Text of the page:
Income protection insurance, critical illness cover and some private medical insurance usually use underwriting.

The insurer may ask for information about your health, your lifestyle and the health of close relatives. They may do this through questions and medical reports. Based on the assessment, the insurer decides whether to offer you cover, what premium to charge you and any other special terms or restrictions to include.

Health conditions that develop after you’ve taken out a policy don’t usually affect your premium or cover, providing you don’t change policy. But they may affect the terms you’re offered if you wanted to switch to a different policy.

Some employers arrange health insurance for their employees on a group basis. This may be private medical insurance or income protection insurance. Cover is often provided up to a set amount for employees who have joined the scheme, regardless of any health conditions they may already have.

Contact your personnel or human resources (HR) department at work to find out whether your employer offers any group health insurance schemes that you can join.

How cancer can affect buying insurance

If you've had cancer or you’re living with cancer, you can sometimes face higher premiums, special conditions or refusal when buying life insurance and some types of health insurance. This includes policies that have a health insurance element, such as travel insurance.

You shouldn’t have problems getting insurance unrelated to health – for example, home insurance. If you do, contact our financial guides on 0808 808 00 00 for information about making a complaint.

Close relatives (children, brothers and sisters) of people with cancer may also find it hard to get life and health insurance on standard terms. This is because, in a small number of cases, people whose close relatives have had cancer may be at a higher-than-average risk of getting the same cancer.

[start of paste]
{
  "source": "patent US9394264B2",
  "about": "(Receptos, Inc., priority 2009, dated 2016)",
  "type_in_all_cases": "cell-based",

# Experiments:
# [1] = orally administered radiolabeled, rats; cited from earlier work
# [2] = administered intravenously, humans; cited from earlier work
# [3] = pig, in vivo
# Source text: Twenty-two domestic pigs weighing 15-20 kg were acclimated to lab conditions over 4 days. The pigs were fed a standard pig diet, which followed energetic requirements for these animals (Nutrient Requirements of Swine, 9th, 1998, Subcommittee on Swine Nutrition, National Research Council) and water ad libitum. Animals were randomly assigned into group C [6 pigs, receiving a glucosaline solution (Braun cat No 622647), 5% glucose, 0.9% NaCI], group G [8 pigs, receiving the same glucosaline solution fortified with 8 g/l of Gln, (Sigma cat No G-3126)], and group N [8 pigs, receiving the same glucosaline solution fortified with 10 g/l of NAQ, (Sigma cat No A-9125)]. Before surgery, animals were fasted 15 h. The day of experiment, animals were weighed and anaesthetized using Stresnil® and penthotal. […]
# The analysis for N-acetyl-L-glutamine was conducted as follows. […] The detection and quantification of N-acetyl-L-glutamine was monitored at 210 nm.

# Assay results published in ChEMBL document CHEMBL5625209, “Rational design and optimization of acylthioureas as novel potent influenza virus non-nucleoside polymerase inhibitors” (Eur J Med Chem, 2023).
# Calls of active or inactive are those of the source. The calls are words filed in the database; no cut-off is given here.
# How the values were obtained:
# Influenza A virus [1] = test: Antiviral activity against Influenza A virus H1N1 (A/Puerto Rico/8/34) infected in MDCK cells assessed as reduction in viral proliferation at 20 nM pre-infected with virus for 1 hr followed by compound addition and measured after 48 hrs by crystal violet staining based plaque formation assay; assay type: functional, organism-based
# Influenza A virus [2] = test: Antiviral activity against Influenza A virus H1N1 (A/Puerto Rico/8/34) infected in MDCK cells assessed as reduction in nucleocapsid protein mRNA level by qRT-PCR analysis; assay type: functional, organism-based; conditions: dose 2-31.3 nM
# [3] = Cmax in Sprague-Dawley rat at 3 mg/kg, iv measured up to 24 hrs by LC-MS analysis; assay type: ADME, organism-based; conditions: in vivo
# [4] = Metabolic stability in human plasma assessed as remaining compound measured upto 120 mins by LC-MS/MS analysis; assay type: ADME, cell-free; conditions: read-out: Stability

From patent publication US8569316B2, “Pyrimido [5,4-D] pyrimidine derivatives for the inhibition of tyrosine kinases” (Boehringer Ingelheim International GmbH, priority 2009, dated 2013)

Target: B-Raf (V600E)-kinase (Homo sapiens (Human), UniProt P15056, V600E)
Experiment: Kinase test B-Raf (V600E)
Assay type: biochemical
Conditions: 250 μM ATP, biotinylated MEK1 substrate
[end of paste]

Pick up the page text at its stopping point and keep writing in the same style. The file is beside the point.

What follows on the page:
When talking to insurers, you may be asked some difficult or upsetting questions about your health, for example about the likely outcome of your cancer (prognosis). Unfortunately, not all insurers are sensitive to the needs of people affected by cancer.

Depending on how you feel about talking about your cancer, you may want to contact only a couple of companies at a time.

Alternatively, you could contact an insurance broker who will do the research for you.

Claiming on health insurance

If you’ve been diagnosed with cancer or you’re off work because of it, you may be able to claim against any health insurance policies you already have.

Try to claim as soon as possible because there will usually be a time limit (for example, six months). After this, claims will no longer be eligible.

Before paying out on a claim, the insurer will make careful checks to make sure the claim is valid. This is likely to include getting medical reports from your GP and cancer specialist.

You may be asked to have a medical examination with another doctor. Paying out on a claim will usually take several weeks.

Income- and lump-sum insurance payouts may also affect your entitlement to state benefits. Check the policy documents for details of how to make a claim. If you used an insurance broker or financial adviser when you took out the policy, they should be able to help you claim.

Mortgage payment protection insurance claims

If you’re diagnosed with cancer and have a mortgage, you may have mortgage payment protection insurance (MPPI).

This should cover your mortgage payments if you’re signed off sick from work. You should make the claim as soon as possible, as the payout usually starts after a waiting period of around 30 days. With some policies, payments are backdated to the start of the period you’re off work. The payout should cover the whole mortgage payment and may provide a small amount of cash to help with bills as well.